The youngest elephant in our herd, Malaika, was born in 1986. She weighs about 8,500 pounds and stands 9 feet tall. Malaika came to Cheyenne Mountain Zoo in 2008, after a career in film and television with a private owner. When she arrived, she quickly assumed the role of dominant female, using her confident and assertive personality to rise to the top of our group hierarchy. She had no hesitation about meeting Lucky and Kimba, wanting to get close to them and investigate as soon as she arrived. With the addition of Jambo to the zoo, Malaika moved into the role of second on the hierarchy.
Malaika is a gentle and good-natured elephant who loves attention from her keepers (in fact, she demands it!) and particularly enjoys enrichment items like puzzle feeders. Like Kimba, Lucky and Jambo, Malaika gets plenty of one-on-one keeper time per day, with multiple daily training sessions. Favorite foods include apples, watermelons and bananas. Malaika has two equal tusks, which are longer than Lucky’s but shorter than Kimba’s.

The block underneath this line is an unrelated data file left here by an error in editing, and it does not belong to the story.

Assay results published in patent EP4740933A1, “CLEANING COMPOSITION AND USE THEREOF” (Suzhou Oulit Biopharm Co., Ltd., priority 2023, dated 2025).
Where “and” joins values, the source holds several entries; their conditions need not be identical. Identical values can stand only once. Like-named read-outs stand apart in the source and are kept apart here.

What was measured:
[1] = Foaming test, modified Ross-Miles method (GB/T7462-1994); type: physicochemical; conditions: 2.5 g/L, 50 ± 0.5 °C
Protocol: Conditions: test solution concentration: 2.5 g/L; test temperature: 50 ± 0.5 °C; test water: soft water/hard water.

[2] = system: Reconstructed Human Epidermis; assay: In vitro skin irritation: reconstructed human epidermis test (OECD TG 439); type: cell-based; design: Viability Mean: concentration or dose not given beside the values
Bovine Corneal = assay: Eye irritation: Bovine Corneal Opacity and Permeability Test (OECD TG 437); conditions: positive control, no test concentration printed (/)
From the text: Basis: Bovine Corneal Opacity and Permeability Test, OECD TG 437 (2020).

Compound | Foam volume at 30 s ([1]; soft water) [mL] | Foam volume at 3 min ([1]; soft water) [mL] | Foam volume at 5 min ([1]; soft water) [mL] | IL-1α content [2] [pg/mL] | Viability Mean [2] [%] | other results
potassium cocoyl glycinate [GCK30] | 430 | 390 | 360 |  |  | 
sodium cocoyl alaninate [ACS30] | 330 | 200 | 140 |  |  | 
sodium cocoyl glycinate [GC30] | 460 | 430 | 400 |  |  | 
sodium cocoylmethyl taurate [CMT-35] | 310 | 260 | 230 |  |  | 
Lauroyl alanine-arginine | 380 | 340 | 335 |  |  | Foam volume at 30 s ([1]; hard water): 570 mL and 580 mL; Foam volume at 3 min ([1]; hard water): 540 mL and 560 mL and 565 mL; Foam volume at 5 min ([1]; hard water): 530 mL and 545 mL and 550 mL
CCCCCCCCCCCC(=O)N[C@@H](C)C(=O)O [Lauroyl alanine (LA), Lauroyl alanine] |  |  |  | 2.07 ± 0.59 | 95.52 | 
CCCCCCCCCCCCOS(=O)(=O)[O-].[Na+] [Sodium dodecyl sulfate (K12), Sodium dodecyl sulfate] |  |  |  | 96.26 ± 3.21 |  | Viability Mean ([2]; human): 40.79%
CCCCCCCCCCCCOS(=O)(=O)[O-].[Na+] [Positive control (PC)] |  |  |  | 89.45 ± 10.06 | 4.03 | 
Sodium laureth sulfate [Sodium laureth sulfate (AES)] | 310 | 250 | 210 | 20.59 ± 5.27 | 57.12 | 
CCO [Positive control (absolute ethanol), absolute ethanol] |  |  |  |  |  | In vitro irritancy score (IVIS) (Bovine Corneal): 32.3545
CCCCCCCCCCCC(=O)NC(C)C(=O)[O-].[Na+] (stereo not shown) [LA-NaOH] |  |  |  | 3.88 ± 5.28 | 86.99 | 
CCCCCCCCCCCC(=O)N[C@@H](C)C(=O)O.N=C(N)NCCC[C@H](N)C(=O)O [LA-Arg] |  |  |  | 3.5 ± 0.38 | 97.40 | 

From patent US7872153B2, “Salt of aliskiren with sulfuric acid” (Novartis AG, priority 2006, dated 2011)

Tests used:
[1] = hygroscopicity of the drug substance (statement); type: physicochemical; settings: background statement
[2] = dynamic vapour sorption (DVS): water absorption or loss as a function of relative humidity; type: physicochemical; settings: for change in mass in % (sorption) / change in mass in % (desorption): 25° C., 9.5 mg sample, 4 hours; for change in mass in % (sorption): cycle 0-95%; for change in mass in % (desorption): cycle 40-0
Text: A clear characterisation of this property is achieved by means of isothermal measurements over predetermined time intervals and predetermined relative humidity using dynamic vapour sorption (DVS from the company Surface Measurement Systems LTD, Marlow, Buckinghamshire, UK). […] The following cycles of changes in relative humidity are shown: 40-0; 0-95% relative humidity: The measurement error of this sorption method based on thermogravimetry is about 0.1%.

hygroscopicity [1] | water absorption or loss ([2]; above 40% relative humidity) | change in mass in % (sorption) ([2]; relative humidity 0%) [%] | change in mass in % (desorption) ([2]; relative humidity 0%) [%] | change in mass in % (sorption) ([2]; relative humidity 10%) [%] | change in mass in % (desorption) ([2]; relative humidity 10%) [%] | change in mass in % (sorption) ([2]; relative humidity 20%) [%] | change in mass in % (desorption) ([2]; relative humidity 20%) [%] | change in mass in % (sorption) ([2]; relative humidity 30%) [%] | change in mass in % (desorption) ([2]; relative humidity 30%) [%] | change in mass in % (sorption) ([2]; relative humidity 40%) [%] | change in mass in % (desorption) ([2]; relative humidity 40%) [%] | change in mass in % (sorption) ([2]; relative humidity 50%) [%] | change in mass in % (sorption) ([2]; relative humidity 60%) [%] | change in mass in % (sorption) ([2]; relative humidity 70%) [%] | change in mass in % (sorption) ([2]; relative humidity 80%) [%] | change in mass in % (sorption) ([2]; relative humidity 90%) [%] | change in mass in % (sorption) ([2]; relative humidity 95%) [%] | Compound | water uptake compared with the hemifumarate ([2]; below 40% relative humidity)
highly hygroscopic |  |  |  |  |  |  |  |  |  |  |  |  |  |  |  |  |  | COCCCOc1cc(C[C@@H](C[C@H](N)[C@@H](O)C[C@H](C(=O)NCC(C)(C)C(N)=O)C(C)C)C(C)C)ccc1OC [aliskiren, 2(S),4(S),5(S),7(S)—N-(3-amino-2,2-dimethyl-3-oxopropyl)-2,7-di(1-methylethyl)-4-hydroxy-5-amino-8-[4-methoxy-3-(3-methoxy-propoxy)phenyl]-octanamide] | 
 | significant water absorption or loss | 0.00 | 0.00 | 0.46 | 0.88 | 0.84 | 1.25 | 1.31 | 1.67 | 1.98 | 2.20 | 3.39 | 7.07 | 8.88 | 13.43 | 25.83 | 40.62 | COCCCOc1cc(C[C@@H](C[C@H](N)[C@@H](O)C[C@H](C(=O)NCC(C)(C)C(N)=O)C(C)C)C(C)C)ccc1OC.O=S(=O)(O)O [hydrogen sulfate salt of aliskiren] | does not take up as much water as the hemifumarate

Malaika paints with quick short strokes of the brush in a quick fashion. She prefers to hold the brush sideways as she creates her master pieces.
Jambo, which means “hello” in Swahili, is the newest addition to Cheyenne Mountain Zoo’s African elephant herd. She was born in Zimbabwe in 1983 and spent most of her life in the entertainment business before moving to the zoo in 2011. Jambo weighs about 8,000 pounds and stands 9 feet tall. She has the shortest tusks in the herd and has a lot of hair compared to the other three elephants.
Jambo is still getting to know Malaika, Kimba, and Lucky, but her outgoing personality will likely change the current social structure of the group. Jambo is a very energetic, eager to train elephant and is known for double-checking the locks in the barn with her trunk. She’s always looking to stay busy with animal care staff and enrichment activities.
Jambo thrives on her training sessions with zookeepers, and painting sessions are a great way to engage her and highlight the dexterity of an elephant’s trunk.
Private Elephant Painting Session
How can I purchase elephant artwork?
Browse our Elephant Art Gallery for available artwork below. Order online or by phone.